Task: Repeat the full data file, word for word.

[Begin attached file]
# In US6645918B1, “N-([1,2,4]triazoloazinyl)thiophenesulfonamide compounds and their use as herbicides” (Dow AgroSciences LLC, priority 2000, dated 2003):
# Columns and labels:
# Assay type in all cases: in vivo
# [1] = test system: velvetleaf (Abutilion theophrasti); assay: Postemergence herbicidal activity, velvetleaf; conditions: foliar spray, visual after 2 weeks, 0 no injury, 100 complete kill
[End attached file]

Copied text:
# In US6645918B1, “N-([1,2,4]triazoloazinyl)thiophenesulfonamide compounds and their use as herbicides” (Dow AgroSciences LLC, priority 2000, dated 2003):
# Columns and labels:
# Assay type in all cases: in vivo
# [1] = test system: velvetleaf (Abutilion theophrasti); assay: Postemergence herbicidal activity, velvetleaf; conditions: foliar spray, visual after 2 weeks, 0 no injury, 100 complete kill